More and more lawyers at big law firms are using generative AI tools, which are getting better and better quickly. On Wednesday, legal AI company Harvey announced that it had raised $21 million from investors.
Sequoia Capital, which is leading the Series A fundraising round, said that more than 15,000 law companies are waiting to start using Harvey. Harvey said that OpenAI Startup Fund, Conviction, SV Angel, and Elad Gil also gave money as part of the funding round.
Harvey was started in 2022 and is based on the big language model GPT-4 from OpenAI. Last year, the OpenAI Startup Fund led a round that raised $5 million for Harvey. The company says that it makes big language models for law firms that are made to order.
Since Microsoft’s OpenAI’s ChatGPT came out in November, tech companies and investors have been rushing to adopt big language model-based generative AI. The models are trained on big data sets that can be changed to make text or other outputs that are similar to how humans think and work. Last month, researchers used GPT-4 to pass the bar test.
In February, the global law company Allen & Overy said that 3,500 lawyers and staff would use Harvey to automate some document writing and research.
PricewaterhouseCoopers, a big accounting firm, said in March that it would let 4,000 lawyers use the app.
Gabriel Pereyra, who helped start Harvey, and people from Sequoia did not answer requests for comment on Wednesday.
In the past few months, several other big companies have signed contracts to use new AI products. This is a fast rate for a field that was slow to get rid of the fax machine.
“This is an arms race, and you don’t want to be the last law firm with these tools,” said Daniel Tobey, chair of DLA Piper’s AI practice. “Becoming a dinosaur is very easy these days.”
DLA Piper is one of several big firms that have said they will use a new AI tool from legal research company Casetext. Casetext is one of a growing number of established legal technology companies that have rushed to release generative AI-powered tools.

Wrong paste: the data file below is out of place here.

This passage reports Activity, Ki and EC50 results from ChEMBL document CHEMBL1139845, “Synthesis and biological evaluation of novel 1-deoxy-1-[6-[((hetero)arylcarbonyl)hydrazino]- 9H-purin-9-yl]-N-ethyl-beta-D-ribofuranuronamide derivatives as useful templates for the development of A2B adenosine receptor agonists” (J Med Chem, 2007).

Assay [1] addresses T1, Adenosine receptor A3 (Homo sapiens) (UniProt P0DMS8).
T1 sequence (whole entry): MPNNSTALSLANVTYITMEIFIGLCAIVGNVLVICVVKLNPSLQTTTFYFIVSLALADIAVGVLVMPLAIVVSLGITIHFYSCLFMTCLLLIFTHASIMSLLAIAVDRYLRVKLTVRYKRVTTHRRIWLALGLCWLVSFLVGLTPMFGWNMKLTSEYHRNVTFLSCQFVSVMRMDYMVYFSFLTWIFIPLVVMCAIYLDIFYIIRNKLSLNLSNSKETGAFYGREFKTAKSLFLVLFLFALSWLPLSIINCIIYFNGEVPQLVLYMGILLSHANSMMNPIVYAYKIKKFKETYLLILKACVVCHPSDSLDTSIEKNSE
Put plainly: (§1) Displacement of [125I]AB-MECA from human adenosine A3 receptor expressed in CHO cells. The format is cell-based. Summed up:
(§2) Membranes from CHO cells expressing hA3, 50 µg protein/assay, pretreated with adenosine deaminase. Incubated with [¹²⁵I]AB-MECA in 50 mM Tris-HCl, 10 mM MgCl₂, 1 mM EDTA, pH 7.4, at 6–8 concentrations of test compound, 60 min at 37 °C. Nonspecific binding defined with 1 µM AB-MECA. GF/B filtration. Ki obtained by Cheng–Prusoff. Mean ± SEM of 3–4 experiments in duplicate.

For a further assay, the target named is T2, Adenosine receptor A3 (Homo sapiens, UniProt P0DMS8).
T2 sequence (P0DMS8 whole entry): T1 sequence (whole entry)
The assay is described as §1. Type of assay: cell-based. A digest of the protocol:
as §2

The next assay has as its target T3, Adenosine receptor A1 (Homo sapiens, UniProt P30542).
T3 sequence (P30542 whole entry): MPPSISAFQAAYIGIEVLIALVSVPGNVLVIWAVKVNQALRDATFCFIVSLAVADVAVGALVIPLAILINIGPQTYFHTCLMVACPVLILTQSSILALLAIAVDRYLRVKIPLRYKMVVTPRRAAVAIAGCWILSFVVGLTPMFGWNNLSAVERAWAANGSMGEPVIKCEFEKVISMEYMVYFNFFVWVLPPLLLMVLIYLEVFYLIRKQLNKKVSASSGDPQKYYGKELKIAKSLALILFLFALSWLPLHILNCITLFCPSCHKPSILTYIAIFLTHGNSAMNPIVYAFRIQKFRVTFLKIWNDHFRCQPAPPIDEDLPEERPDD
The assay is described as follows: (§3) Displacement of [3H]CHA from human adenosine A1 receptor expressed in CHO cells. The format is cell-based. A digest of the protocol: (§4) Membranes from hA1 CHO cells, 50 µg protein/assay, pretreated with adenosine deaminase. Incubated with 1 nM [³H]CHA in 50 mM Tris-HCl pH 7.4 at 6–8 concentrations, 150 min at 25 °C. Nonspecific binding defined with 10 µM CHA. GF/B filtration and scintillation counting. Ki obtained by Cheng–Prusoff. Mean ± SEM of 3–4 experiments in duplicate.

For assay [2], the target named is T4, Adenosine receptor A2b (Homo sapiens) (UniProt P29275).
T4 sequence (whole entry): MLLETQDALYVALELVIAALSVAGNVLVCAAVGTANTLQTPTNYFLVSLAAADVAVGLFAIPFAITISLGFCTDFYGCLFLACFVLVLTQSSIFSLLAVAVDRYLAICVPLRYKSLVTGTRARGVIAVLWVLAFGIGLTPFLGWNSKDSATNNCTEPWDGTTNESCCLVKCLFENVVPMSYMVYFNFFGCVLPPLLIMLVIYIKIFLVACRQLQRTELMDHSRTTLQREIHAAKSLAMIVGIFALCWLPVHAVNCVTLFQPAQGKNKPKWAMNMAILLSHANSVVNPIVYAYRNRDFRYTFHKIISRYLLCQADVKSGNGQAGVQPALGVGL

Casetext’s AI legal assistant, CoCounsel, was released in March. It uses GPT-4 to speed up jobs like legal research, contract analysis, and document review.
Also using CoCounsel are the law groups Orrick, Herrington & Sutcliffe, which has about 1,150 lawyers, and Fisher Phillips, which has more than 500 lawyers.
Some companies are building up their own skills. Partner Josias Dewey said that Holland & Knight is making an AI tool that it thinks will help lawyers review and change credit agreements.
Danielle Benecke, head of the firm’s machine learning group, says that big language models have been added to existing services on a “pilot” basis for each client.
Even law firms that are early adopters of AI are quick to say that testing and rules are needed to protect private client data and prevent mistakes. However, others are still deciding how and whether to use the technology.
Reed Smith’s chief innovation officer, David Cunningham, said, “We’re being careful and thoughtful, but we know that we expect it to be a big deal and that we will use it.”
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